In 2003, astronomers discovered a planet outside our solar system by measuring the way light from a distant star warped around the new world's host star.
But it took two more years of telescope observations to actually see the host star. Using NASA's Hubble Space Telescope, astronomers have for the first time identified the parent star of distant planet discovered through gravitational microlensing.
The new finding is expected to appear later this month in Astrophysical Journal Letters.
Bending light rays
Microlensing is a natural phenomenon that occurs when light from a distant star is bent and magnified by the gravitational field of a foreground star. The presence of a planet orbiting the foreground star causes the distant star's light to flare momentarily.
In most cases, however, the planet's host star remains anonymous because its light is washed out by the brighter background star.
The foreground host star was finally spotted when astronomers looked at the crowded star field where the background star resides. They found that the background star looked about 20 percent brighter than expected.
The additional brightness is likely from the foreground planet-hosting lens star, the researchers say. The two stars are so closely aligned relative to Earth that they look like one star.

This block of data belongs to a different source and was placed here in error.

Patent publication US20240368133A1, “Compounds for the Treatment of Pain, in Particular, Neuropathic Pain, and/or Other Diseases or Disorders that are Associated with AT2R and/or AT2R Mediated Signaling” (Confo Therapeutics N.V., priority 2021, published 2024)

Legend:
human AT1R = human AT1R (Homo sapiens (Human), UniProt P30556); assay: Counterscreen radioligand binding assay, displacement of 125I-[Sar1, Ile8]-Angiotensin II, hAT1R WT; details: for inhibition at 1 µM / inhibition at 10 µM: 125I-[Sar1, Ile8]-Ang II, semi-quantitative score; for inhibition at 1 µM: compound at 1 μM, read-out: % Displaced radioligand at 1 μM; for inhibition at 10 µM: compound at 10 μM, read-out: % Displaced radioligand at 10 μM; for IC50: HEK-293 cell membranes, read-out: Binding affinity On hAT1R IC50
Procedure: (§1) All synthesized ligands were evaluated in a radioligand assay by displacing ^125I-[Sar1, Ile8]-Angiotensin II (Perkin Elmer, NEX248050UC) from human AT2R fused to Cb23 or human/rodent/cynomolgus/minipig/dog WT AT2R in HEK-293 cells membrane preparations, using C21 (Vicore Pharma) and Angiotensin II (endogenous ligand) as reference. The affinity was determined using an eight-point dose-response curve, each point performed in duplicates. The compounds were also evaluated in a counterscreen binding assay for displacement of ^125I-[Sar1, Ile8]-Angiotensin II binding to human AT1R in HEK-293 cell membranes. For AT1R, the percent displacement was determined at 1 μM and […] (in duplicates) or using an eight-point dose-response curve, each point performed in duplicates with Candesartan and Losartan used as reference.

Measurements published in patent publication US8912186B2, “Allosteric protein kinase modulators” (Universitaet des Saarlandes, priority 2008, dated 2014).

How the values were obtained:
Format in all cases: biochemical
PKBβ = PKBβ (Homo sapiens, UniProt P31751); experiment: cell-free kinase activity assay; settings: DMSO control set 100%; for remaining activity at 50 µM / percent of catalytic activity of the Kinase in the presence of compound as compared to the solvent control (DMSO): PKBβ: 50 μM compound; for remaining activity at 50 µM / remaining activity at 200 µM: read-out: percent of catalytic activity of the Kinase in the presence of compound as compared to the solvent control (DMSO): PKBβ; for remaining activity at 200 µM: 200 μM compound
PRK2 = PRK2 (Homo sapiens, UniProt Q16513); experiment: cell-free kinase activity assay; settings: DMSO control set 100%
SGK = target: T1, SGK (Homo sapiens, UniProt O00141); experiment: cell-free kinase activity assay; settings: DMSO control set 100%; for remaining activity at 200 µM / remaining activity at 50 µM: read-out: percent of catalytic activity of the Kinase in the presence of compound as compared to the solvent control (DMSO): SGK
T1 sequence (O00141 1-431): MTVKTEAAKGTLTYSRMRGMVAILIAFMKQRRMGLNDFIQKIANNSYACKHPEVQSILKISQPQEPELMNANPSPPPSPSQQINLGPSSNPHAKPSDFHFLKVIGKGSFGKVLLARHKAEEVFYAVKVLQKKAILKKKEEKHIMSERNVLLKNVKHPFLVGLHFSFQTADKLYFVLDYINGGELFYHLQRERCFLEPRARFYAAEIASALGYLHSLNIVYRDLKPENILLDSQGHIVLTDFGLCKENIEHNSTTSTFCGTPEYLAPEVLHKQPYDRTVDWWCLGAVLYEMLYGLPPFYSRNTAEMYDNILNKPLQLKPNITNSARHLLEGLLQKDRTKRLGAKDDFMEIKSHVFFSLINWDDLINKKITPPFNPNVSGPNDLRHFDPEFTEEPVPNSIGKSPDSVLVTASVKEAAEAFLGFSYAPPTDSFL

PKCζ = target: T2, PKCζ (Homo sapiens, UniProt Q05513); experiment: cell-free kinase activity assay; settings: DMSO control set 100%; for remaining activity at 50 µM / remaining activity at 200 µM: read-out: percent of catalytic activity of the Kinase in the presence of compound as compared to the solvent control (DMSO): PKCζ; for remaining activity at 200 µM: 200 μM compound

Hubble was able to resolve the two stars, however, by taking multiple images and using different colored filters. The space telescope recorded a color difference in the overlapping light of the two stars. Currently, the two stars are offset by only 0.7 milliarcseconds-the angular width of a dime seen from 3,000 miles away-but the brighter, background star appears slightly more reddish.
Star gets a name
The newly identified host star has been dubbed with the clunky moniker OGLE-2003-BLG-235L/MOA-2003-BLG-53L. It is a red dwarf star with about 60 percent the mass of the Sun and located 19,000 light years away.
The identification of the host star "is crucial for a complete understanding of the planets discovered by microlensing," said David Bennet of the University of Notre Dame and leader of the Hubble team.
Based on the new information, astronomers now think the new world they discovered in 2003 is about 2.6 times more massive than Jupiter. The planet is also believed to orbit its host star at about the distance Jupiter orbits the sun.
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Ker Than is a science writer and children's book author who joined Space.com as a Staff Writer from 2005 to 2007. Ker covered astronomy and human spaceflight while at Space.com, including space shuttle launches, and has authored three science books for kids about earthquakes, stars and black holes. Ker's work has also appeared in National Geographic, Nature News, New Scientist and Sky & Telescope, among others. He earned a bachelor's degree in biology from UC Irvine and a master's degree in science journalism from New York University. Ker is currently the Director of Science Communications at Stanford University.